The coronavirus pandemic may have pushed tax filing deadlines into July, but proxy season isn’t going anywhere. The law requires annual shareholder meetings scheduled this spring to proceed for publicly traded companies and investment companies, despite travel disruptions and warnings from health authorities to limit in-person gatherings.
You might find that the best way to balance your legal responsibilities with the health of your officers and shareholders is by holding a virtual shareholder meeting, either on its own or as an adjunct to a physical meeting.
Unlike COVID-19, virtual shareholder meetings have been around for a while, and we know how to manage them. Virtual meetings among Russell 3000 companies grew from 2.9% of meetings in the 2015 proxy season to 8.5% of meetings in the 2019 season, with IT and communications firms leading the way. The vast majority of those meetings in all years were virtual only, without an accompanying physical gathering. If you are considering holding a virtual shareholder meeting this year — either entirely virtual or as a hybrid virtual and in-person meeting —take advantage of these best practices, learned from previous virtual shareholder meetings.
1. Understand legal permissions
The federal government allows virtual meetings, subject to state law, and is actively encouraging them in light of the coronavirus epidemic. The Securities and Exchange Commission (SEC) has issued guidance for companies and shareholders to assist with holding annual meetings virtually. The SEC itself is teleworking and holding virtual meetings.
State authorities are a mixed bag, however. Depending on where your company is incorporated, you might be allowed to conduct virtual-only meetings; hybrid (but not purely virtual) meetings; or only in-person meetings. Where virtual or hybrid meetings are allowed, state law often sets conditions that must be met. It’s important to check your company’s bylaws, wherever it is incorporated. The language of the bylaws will determine whether and how you may hold a virtual meeting.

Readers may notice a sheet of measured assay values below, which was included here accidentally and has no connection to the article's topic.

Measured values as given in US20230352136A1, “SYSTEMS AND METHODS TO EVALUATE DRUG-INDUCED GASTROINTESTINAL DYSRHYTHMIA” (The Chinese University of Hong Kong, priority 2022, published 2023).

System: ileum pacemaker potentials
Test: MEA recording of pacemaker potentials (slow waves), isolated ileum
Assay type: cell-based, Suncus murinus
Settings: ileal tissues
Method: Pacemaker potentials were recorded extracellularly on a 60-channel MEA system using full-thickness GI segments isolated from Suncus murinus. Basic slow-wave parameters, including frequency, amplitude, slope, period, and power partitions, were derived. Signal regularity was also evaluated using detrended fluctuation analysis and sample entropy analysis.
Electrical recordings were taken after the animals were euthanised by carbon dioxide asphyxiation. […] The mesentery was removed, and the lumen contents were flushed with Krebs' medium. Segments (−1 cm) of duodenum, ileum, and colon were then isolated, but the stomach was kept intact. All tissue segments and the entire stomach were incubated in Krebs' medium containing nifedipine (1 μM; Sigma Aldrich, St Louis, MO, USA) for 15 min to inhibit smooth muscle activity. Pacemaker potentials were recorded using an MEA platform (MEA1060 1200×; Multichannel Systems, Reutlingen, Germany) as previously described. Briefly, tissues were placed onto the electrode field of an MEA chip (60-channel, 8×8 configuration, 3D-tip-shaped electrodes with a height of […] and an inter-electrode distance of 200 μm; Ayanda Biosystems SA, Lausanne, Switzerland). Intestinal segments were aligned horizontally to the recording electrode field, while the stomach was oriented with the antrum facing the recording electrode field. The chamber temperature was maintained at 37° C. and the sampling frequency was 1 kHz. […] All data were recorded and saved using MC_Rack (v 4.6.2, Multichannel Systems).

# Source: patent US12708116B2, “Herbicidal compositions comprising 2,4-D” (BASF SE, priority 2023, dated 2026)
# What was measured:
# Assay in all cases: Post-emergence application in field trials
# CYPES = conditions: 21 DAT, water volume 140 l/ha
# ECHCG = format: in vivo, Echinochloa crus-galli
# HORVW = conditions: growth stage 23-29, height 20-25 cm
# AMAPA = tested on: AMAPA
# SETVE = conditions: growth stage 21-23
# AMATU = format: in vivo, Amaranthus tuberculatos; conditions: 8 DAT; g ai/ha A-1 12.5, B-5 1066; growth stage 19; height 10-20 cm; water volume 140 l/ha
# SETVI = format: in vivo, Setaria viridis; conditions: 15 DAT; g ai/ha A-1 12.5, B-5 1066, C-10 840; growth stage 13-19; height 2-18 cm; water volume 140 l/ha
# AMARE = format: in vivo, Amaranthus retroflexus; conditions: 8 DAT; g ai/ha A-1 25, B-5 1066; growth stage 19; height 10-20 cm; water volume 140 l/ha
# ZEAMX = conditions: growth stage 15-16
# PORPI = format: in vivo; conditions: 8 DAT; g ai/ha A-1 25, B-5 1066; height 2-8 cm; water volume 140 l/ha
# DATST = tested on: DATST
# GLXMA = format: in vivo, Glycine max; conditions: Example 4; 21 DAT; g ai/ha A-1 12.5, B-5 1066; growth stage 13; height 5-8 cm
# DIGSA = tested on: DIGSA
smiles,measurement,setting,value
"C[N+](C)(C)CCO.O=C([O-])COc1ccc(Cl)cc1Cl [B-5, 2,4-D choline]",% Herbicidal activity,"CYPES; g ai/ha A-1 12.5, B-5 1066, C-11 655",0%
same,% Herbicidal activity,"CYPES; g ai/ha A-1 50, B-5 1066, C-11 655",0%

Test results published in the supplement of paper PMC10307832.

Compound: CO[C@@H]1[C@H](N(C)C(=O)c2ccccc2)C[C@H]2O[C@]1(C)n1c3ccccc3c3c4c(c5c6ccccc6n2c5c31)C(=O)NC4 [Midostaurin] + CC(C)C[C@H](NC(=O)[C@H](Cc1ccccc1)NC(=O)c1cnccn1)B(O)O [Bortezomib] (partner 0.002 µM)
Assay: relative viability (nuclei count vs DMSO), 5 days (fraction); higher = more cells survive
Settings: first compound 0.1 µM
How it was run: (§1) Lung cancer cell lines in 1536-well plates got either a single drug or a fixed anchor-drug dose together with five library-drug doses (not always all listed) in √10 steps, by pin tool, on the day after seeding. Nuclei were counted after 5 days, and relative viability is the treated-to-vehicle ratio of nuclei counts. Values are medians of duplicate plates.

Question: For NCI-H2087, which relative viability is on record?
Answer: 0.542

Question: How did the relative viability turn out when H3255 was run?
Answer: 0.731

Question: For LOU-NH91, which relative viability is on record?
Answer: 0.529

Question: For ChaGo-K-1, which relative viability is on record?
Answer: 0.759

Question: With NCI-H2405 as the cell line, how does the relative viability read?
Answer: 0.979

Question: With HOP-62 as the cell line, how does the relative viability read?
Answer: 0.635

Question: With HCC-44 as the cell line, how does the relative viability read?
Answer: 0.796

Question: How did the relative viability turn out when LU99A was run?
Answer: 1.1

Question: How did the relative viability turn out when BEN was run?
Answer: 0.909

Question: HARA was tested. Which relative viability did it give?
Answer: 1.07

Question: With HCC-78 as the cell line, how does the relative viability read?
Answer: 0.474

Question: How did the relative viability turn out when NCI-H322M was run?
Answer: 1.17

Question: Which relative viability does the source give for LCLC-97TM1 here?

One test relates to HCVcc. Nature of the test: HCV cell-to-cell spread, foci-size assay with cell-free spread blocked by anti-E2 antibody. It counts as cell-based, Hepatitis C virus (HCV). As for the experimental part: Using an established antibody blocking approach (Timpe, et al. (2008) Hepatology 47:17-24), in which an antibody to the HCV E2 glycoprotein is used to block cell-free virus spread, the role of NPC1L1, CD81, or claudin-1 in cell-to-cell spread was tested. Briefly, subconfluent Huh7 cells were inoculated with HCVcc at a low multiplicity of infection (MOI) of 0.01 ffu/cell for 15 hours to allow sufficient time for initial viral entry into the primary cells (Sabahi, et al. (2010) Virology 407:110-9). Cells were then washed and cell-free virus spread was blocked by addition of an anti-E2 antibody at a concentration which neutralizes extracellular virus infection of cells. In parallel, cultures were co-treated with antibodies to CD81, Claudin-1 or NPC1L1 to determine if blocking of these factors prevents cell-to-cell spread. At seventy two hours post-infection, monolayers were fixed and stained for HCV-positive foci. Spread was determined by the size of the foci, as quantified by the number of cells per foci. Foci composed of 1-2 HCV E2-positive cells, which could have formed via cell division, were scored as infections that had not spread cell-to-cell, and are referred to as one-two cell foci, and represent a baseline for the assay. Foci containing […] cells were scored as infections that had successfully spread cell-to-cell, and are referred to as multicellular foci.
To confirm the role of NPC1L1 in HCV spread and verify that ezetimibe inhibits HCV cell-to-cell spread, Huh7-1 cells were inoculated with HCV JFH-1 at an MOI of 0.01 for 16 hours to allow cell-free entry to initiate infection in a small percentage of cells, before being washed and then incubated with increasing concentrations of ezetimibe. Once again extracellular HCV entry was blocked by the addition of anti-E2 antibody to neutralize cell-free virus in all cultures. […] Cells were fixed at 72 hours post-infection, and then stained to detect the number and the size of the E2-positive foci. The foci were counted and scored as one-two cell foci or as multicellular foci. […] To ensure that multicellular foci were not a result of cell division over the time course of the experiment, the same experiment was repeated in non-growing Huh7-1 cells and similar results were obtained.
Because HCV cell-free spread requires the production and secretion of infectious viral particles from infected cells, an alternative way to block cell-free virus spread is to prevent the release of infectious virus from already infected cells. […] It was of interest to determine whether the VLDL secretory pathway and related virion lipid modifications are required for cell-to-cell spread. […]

2. Provide proper notification
If you decide to go ahead with a virtual or hybrid meeting and you haven’t yet mailed proxy statements to your shareholders, you can use the proxy statement to notify them of your intentions. If you haven’t decided yet, you can advise shareholders that you may hold such a meeting. In either case, you can prepare them for a virtual meeting by explaining how it would work and what shareholders can expect.
If you have already mailed a proxy statement that announced plans for an in-person-only meeting, don’t worry. You can still proceed with a virtual or hybrid meeting. Federal law requires that you communicate the change in timing or location of your meeting (from physical only to virtual or hybrid), but you do not need to refile or re-mail your proxy statement. It’s enough to communicate the change in a press release and file the release with the SEC as supplemental proxy material, as confirmed in its new guidance. State laws may also determine how you must communicate changes to the time and place of your meeting, so be sure to check with legal counsel.
3. Anticipate stakeholder objections and ensure full participation
The New York Stock Exchange and Nasdaq don’t have any rules that prohibit virtual meetings, but Nasdaq does require that any meeting allow shareholders to address their concerns with management. This issue is the key sticking point with a wide range of other important stakeholders as well. Institutional investors such as the California Public Employees’ Retirement System and proxy advisory companies such as Glass Lewis have raised objections to virtual-only meetings on the grounds that shareholder participation and engagement would be limited.
It is possible to hold hybrid virtual meetings — and even virtual-only meetings — without raising objections. But it’s important to get out in front of the issue and reassure shareholders that they can exercise all their rights and privileges at a virtual meeting. If you don’t, expect trouble. Shareholders were urged to vote against company officers at this year’s General Motors annual meeting on the grounds that they were using a virtual meeting to hide themselves from accountability for the company’s recent performance.
Meetings matter, so aim to make them work smoothly
Even though massive market volatility has reduced activist investors’ appetite for proxy fights, there is a chance your shareholder meeting will be contentious and complex, so any virtual solution must be robust. This proxy season has already seen more than 400 environmental, social and governance proposals filed, for instance, so your virtual meeting system has to work, and it has to be reliable. The best way to ensure that is to work closely with your virtual meeting technology provider and start planning early. And be sure to establish procedures for questions, answers, comments and votes that will allow all participants to hear and be heard. By following best practices, you can deliver for your shareholders’ bottom lines and protect their personal health.
For information on virtual annual meetings, see our article.
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